Chemical Blistering: Cellular and Macromolecular Components.
Rept. for 1 Jun 90-31 Dec 91,
MICHIGAN UNIV ANN ARBOR
Pagination or Media Count:
The mission of this project is to determine the cellular and molecular lesions associated with cutaneous vesication from bis2-chloroethylsulfide BCES. Cultures of keratinocytes are being used to focus on the direct interactions between the mustard and its cellular targets. The technical objectives include obtaining confirmation of the DNA as the primary molecular target of BCES in human epidermal keratinocytes, identifying and quantifying BCES-mediated adducts in DNA in relation to levels of exposure of cells to BCES, determining an explanation for the greater cytotoxicity of epidermal basal cells exposed to BCES as compared with differentiated cells, and elucidating the role of informational error in DNA in the cytopathogenic process. Progress to date includes determination of 21-22 min as the time for disappearance of half of the BCES in phosphate buffered saline at 370C in the absence of cells and about 8 min in their presence, confirmation that DNA synthesis is more sensitive to BCES than is protein or RNA synthesis in human keratinocytes, and demonstration that cytoxicity occurs in rat keratinocytes without dramatic decrease in cellular levels of nicotinamide adeninine dinucleotide. Mustard, Keratinocytes, Tissue Culture, Alkylation, Toxicity, Chemical Blistering, DNA Repair, DNA, Adducts, Humans, RAD V.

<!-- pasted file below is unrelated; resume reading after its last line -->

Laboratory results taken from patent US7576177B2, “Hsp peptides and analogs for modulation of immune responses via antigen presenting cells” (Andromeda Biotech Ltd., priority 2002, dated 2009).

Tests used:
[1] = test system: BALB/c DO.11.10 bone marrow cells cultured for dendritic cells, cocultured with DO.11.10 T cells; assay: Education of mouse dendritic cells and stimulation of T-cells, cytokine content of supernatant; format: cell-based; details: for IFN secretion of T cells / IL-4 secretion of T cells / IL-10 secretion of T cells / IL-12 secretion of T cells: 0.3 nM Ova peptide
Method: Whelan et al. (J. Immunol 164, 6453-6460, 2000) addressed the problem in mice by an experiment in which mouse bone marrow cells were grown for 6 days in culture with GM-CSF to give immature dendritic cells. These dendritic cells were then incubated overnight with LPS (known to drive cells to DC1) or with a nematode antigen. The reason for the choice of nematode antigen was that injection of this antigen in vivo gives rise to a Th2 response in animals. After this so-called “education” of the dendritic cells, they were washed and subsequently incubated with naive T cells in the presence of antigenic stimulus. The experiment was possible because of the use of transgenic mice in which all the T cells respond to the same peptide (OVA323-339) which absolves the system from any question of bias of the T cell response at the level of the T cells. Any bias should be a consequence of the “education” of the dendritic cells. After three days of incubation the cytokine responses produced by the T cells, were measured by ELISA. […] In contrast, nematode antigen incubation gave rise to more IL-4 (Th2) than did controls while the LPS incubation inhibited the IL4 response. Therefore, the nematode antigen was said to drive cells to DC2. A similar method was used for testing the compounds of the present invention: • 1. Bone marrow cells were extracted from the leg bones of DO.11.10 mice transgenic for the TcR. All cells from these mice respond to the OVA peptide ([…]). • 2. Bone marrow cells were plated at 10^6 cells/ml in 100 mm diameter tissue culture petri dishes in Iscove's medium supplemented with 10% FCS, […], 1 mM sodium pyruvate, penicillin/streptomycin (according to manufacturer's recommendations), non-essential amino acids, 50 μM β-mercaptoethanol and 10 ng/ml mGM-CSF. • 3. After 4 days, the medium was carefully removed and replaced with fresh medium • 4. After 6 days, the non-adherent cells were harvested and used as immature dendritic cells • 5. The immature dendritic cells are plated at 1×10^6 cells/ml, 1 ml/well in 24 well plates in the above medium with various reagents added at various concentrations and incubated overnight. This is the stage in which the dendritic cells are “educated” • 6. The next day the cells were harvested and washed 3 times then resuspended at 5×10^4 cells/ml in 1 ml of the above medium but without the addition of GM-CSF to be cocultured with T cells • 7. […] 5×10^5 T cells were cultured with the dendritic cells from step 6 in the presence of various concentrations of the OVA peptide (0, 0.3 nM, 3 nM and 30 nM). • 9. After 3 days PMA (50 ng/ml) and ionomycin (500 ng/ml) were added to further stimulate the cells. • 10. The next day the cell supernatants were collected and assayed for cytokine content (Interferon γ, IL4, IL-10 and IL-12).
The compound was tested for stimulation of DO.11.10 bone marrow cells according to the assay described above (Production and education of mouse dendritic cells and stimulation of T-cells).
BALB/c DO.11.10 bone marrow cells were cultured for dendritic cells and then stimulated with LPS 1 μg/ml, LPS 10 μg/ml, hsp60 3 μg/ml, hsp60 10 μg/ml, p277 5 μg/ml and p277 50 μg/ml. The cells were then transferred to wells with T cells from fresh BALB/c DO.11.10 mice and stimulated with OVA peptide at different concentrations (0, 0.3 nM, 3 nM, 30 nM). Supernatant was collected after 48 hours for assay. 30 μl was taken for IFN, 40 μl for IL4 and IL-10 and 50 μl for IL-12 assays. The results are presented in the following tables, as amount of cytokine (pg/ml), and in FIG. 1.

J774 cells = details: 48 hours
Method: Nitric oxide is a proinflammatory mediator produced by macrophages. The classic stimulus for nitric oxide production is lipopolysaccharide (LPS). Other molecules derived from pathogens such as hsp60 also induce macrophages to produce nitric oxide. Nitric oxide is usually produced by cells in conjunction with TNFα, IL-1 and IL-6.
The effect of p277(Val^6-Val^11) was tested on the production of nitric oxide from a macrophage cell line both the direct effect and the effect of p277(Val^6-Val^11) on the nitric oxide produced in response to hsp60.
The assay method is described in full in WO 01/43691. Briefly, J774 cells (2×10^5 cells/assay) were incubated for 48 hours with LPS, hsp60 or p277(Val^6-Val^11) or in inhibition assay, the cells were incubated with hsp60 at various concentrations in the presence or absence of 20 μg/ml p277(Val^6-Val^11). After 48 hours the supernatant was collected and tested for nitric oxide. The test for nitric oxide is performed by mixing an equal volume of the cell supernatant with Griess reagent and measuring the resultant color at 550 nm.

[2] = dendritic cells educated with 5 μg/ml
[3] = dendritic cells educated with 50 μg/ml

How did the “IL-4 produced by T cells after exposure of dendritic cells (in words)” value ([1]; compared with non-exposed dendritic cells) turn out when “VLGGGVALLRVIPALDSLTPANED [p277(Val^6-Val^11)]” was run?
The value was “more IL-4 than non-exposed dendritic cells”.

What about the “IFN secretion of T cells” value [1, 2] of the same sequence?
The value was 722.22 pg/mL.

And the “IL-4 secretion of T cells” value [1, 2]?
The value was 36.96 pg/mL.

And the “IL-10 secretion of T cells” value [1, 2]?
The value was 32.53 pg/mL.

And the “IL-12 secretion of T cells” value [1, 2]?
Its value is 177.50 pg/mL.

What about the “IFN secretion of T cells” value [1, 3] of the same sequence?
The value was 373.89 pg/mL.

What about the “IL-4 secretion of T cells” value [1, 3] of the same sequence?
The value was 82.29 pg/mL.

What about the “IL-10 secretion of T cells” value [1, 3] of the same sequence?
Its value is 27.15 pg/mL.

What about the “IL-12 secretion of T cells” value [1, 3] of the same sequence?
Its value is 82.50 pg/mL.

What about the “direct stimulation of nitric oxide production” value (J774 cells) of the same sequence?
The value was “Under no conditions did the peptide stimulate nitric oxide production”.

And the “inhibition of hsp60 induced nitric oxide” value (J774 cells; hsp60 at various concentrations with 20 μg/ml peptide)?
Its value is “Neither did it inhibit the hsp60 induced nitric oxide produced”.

- Medicine and Medical Research